Flat Top Griddles And How To Use Them

A flat top griddle with steak, shrimp, fajitas and tortillas

If there’s one thing everyone can agree they love, it’s grilling. So what do we do when flat top griddles have taken the summer stage? These versatile cookers can supplement the classic backyard barbecue. While the new models of the season are crafted by longtime grillmasters who make Weber grills and Traeger pellet grills, there’s still a lot to learn. We’ll walk through how to get started with seasoning, as well as some of our tips and tricks.

What Are Flat Top Griddles?

A plain flat top griddle, seasoned

A flat top griddle can look a lot like the classic grill, but they are missing a key component: the grates. That’s their true strength: anything that might slip between the grates of a classic barbecue stays perfectly put here. Think chopped mushrooms and onions for on top of steaks, or delicate fish filets. A flat top griddle keeps all the flavor in one place with its completely uniform space. Most large models come with multiple cooking zones too, allowing you to sear smash burgers on high while side dishes cook on low across the way. That makes these cookers flexible and incredibly flavorful. But with new backyard appliances come new responsibilities. 

What Is Seasoning?

Unlike a classic backyard cooker, maintenance looks like more than a few sweeps of a grill brush (you should do more than just that to keep a grill clean, too). The first step with any surface is seasoning it, the same way you would a cast iron skillet. Just like with a cast iron skillet, seasoning is a process where you add layer after layer of oil, all to protect the surface with a kind of nonstick coating. This will wear off over time, so you’ll need to re-season as appropriate. How will you know when you need more oil? After a few cooking sessions, you’ll see a little bit of discoloration; that’s your seasoning wearing off.

To season your flat top griddle, use the right kind of oil, something with a high smoke point. That means it can stand up to high heat. Canola, avocado, vegetable, sunflower and grape seed oils are all good picks—some backyard chefs even recommend solid Crisco. They’re all very neutral-flavored, too: the most neutral-flavored oil is a good pick as it won’t impart any extra and unwanted flavor into your recipes. You’ll also need a squirt bottle to fill with your choice of oil, a pair of tongs and paper towels to apply and spread the oil out.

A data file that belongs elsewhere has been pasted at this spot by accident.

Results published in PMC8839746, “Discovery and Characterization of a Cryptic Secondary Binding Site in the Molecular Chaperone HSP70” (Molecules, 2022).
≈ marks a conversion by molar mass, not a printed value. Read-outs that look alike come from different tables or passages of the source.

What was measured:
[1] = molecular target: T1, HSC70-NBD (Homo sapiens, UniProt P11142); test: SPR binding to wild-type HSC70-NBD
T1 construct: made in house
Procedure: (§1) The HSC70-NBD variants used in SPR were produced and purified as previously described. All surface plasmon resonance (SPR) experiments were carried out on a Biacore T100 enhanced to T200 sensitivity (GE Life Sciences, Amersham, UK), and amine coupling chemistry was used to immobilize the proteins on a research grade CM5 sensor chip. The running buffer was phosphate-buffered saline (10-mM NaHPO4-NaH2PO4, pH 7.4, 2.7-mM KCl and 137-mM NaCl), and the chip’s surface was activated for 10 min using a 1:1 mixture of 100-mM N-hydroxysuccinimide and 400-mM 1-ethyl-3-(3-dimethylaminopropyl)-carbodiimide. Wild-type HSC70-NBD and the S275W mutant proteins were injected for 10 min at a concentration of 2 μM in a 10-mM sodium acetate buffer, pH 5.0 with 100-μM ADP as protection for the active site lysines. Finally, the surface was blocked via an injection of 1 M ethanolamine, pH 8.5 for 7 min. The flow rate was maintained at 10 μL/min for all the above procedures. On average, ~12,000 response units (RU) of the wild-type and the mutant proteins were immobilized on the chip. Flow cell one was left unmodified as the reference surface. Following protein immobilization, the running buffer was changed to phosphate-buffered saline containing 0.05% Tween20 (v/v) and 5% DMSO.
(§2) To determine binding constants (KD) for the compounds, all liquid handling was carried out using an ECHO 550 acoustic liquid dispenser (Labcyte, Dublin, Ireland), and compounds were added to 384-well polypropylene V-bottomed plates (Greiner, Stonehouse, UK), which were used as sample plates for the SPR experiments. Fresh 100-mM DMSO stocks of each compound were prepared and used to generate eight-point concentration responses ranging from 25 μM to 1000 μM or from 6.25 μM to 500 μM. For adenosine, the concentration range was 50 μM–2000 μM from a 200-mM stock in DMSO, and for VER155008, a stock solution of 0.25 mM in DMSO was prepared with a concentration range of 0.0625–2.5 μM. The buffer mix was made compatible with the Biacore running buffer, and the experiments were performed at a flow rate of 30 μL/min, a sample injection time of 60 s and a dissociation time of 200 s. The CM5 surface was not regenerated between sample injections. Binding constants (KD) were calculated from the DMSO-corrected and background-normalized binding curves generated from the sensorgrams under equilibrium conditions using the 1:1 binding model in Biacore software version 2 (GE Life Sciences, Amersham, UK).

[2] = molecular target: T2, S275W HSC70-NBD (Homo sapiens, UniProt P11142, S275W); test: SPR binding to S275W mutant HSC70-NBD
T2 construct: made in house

Seasoning Flat Top Griddles

  • For a brand new model, start by cleaning with hot soapy water before drying the surface off completely with paper towels or rags.
  • Turn your griddle on low for all heat zones, allowing it to preheat for 15 minutes.
  • Using the squirt bottle, squirt the flat top griddle with oil before rubbing the oil into the surface by placing paper towels in your tongs. Make sure oil applies evenly, with no pools or dry spots.
  • Get into the corners, the edges and the sides.
  • Once it’s completely coated, make sure your oil reaches its smoke point to bind with the surface. If you need more heat, turn it up to medium. You’ve reached your smoke point when you begin to see smoke.
  • After about 5 minutes of smoke, that smoke should start to lessen: the polymerization has taken place.
  • Let the smoke build and then dissipate, then apply more oil. Do this as many times as necessary, generally 3-4 rounds.

Don’t forget to keep up with that seasoning, too. After each use, apply a thin coat of oil—when you heat it up next time, you’ll get another layer of oil polymerized immediately. Always reapply as necessary, when that beautiful coating starts to wear off.

A flat top griddle cooking breakfast foods and heating a pot of creamy hollandaise

Do’s & Don’t’s

There are some other absolute must-know tidbits when it comes to using these outdoor cookers.

DON’T skip the cleaning process. With these products, it’s important to be regular with cleaning, and that’s easiest to do while the surface is still warm. Make sure to get rid of burnt food and grease here with a quick scraping, because unlike a grill, there’s no place for food to fall away and escape. That means if it all stays, it may stick on and start to cause damage. Scrape gunk off before it starts to stick, and add water to help lift food away if necessary. 

DO ensure you have the right accessories. Make sure you have tongs, griddle spatulas (different from a classic spatula) and those oil squirt bottles mentioned above: you’ll need them when you’re cooking! A scraper is a good idea as well. Use it to remove leftovers from the surface when you’re finished.  

DON’T immediately jump up to high heat. While that might work on a range or a grill, these surfaces need to preheat on low, or they’ll warp.

DO use different cooking zones. Most of these outdoor appliances have multiple burners and cooking zones, so make sure you use them. Have one area for cooking, and one area to keep cooked meats at rest. Or one space for the entree and another for sides. Make the most of different races.

DO use pots and pans on this surface! There’s no reason not to. Instead of heading back to the kitchen, turn this into your outdoor kitchen. Place a saucepan directly on the surface to craft sides or gravies. This works better for smaller pans: if you need to cook foods in a stock pot, your range is still your best bet.  

Come To The Experts!

If you’re searching for more info on flat top griddles, or hoping to see some in person, check out our Traeger and Weber picks at Abt in Glenview, Illinois. Even order online for quick shipping and delivery, and if you’re within our Chicagoland installation radius, we’ll install it for you. 

Call us at 800-860-3577 to learn more!

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